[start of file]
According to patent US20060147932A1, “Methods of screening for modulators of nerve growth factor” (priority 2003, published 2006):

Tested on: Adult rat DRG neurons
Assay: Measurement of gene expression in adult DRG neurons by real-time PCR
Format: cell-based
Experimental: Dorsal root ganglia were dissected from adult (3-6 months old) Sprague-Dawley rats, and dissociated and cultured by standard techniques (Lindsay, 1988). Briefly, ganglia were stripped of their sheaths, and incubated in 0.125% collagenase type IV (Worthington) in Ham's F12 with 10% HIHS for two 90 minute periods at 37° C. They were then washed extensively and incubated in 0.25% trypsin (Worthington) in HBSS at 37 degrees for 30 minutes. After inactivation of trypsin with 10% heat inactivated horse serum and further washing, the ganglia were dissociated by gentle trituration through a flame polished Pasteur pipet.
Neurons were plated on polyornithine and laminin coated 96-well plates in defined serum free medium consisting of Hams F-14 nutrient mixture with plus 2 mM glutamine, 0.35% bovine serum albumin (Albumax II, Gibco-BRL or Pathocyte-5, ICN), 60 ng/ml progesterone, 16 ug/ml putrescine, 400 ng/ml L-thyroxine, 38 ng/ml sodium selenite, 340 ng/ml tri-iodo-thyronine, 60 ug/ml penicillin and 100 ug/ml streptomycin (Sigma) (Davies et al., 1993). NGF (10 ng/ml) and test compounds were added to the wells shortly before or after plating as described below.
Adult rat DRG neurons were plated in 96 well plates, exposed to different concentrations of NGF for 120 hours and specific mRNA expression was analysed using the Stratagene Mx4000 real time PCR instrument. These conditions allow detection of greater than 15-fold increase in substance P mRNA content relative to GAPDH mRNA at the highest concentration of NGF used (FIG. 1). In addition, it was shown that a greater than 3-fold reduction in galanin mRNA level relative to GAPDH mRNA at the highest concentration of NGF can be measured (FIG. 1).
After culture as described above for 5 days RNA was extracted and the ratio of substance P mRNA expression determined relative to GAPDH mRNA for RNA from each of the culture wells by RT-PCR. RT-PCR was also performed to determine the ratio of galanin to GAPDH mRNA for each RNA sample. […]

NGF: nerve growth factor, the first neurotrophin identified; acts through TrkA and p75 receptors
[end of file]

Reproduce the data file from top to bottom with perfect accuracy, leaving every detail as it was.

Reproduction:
According to patent US20060147932A1, “Methods of screening for modulators of nerve growth factor” (priority 2003, published 2006):

Tested on: Adult rat DRG neurons
Assay: Measurement of gene expression in adult DRG neurons by real-time PCR
Format: cell-based
Experimental: Dorsal root ganglia were dissected from adult (3-6 months old) Sprague-Dawley rats, and dissociated and cultured by standard techniques (Lindsay, 1988). Briefly, ganglia were stripped of their sheaths, and incubated in 0.125% collagenase type IV (Worthington) in Ham's F12 with 10% HIHS for two 90 minute periods at 37° C. They were then washed extensively and incubated in 0.25% trypsin (Worthington) in HBSS at 37 degrees for 30 minutes. After inactivation of trypsin with 10% heat inactivated horse serum and further washing, the ganglia were dissociated by gentle trituration through a flame polished Pasteur pipet.
Neurons were plated on polyornithine and laminin coated 96-well plates in defined serum free medium consisting of Hams F-14 nutrient mixture with plus 2 mM glutamine, 0.35% bovine serum albumin (Albumax II, Gibco-BRL or Pathocyte-5, ICN), 60 ng/ml progesterone, 16 ug/ml putrescine, 400 ng/ml L-thyroxine, 38 ng/ml sodium selenite, 340 ng/ml tri-iodo-thyronine, 60 ug/ml penicillin and 100 ug/ml streptomycin (Sigma) (Davies et al., 1993). NGF (10 ng/ml) and test compounds were added to the wells shortly before or after plating as described below.
Adult rat DRG neurons were plated in 96 well plates, exposed to different concentrations of NGF for 120 hours and specific mRNA expression was analysed using the Stratagene Mx4000 real time PCR instrument. These conditions allow detection of greater than 15-fold increase in substance P mRNA content relative to GAPDH mRNA at the highest concentration of NGF used (FIG. 1). In addition, it was shown that a greater than 3-fold reduction in galanin mRNA level relative to GAPDH mRNA at the highest concentration of NGF can be measured (FIG. 1).
After culture as described above for 5 days RNA was extracted and the ratio of substance P mRNA expression determined relative to GAPDH mRNA for RNA from each of the culture wells by RT-PCR. RT-PCR was also performed to determine the ratio of galanin to GAPDH mRNA for each RNA sample. […]

NGF: nerve growth factor, the first neurotrophin identified; acts through TrkA and p75 receptors